What Quick Thinking and a Columbia Nursing Education Will do for You in a Crisis

Student Profile with MDE student Julie West

November 30, 2017

On a warm day in early October, MDE student Julie West ’18, had just finished a clinical nursing shift at Morgan Stanley Children’s Hospital when she watched a van swerve and crash into several parked cars. The van pushed one car onto a sidewalk and nearly hit multiple pedestrians, causing debris to fly into the air, some of which hit her directly. After assessing that she wasn’t physically hurt, she jumped into action and ran toward the scene.

West quickly saw that only those inside the van were injured, and that the airbags had been deployed. An elderly driver had blood all over his face, and his wife in the passenger seat was complaining that she wasn’t able to breathe. An adult passenger in the back of the van said he was “shaken,” but otherwise felt fine.

West says she called 911, took their vital signs and began to assess the severity of their injuries. Above all, she says she remained calm and continuously checked the elderly couple’s pulses, respiratory rates, lung sounds, and bleeding until EMS arrived on scene. She says her aim was to keep the couple engaged until help showed up.  

West spoke with Columbia Nursing about the crash, her response, and what she learned from the experience:

Tell us a little about yourself:

I will graduate from the MDE program with my MSN in August 2018 and will graduate with a DNP in May of 2021. I am originally from Houston, Texas, and moved to the northeast six years ago. I worked as a Licensed Practical Nurse (LPN) for 11 years in women’s health and pediatric home health.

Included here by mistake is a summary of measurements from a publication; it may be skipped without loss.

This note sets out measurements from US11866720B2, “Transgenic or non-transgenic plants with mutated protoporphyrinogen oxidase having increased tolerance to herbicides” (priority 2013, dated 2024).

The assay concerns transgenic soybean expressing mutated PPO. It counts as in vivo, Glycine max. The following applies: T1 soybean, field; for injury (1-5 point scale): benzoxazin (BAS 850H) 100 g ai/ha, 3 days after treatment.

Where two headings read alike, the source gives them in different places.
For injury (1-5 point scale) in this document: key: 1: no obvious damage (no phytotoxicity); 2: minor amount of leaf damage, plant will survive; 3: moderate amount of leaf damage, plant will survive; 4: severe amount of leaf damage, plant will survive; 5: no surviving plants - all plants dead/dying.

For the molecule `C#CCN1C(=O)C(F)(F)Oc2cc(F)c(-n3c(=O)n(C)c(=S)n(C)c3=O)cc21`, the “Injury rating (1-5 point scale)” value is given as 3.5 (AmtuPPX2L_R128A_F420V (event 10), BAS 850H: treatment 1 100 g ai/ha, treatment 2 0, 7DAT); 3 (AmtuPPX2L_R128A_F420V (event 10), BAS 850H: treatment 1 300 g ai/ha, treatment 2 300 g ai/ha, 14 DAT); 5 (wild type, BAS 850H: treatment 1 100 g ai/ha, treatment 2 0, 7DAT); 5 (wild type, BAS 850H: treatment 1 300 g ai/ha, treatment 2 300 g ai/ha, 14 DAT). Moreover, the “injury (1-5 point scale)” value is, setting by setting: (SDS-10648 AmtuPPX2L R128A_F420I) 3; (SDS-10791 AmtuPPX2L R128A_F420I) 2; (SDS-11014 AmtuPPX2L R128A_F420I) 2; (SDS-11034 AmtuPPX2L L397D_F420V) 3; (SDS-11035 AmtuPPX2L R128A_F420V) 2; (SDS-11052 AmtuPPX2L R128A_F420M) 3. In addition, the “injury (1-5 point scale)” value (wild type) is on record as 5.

After a divorce, as a single mother to an infant, I went back to school to finish my bachelor’s degree, and then on to graduate school at Columbia where I earned my master’s in health administration in May 2017. I’m now re-married, and my daughter is six years old.

What was going through your head when you saw the car crash onto the sidewalk?

After I realized that I was unharmed, I was concerned for the people who were potentially injured. I just wanted to make sure that they were taken care of as quickly as possible. 

What did you learn from this situation?

I learned that I am capable of jumping into an unexpected emergency like this without hesitation. 

How did your education here at Columbia Nursing play a part in how you reacted?

Columbia Nursing has emphasized critical thinking and immediate assessment of the patient and environment. I was able to use these skills to quickly adapt to the situation and act with confidence.

In addition, the simulation lab is a really amazing opportunity offered by Columbia Nursing. As students we get to experience hospital scenarios with life-like manikins to practice our skills and challenge our abilities. I’m certain that it helped me have confidence in myself, knowing that I can jump into a situation and use the skills that I’ve learned at Columbia Nursing.

What advice would you give to fellow students should they find themselves in a similar situation?

I think it’s important to assess safety for yourself first; you’re not going to be able to help anyone if it’s not safe for you. I didn’t provide any real life-saving measures, but I was able to use my basic skills and--probably more importantly—my compassion. I would advise others not to underestimate themselves. Always give what you can to the people around you who need help.

How does this incident impact your thoughts about becoming a nurse?

I’m glad that I can be “there” for people. I want to be a nurse to help people on a holistic level. I feel like I didn’t actually do much for the people in the accident, but it made a difference to the victims that I was there, and I think that is such an important part of health care and healing.

Is there anything else you’d like to add?               

I don’t think I’ve done anything any different than what any of my peers would have done, but it is nice to be recognized for it.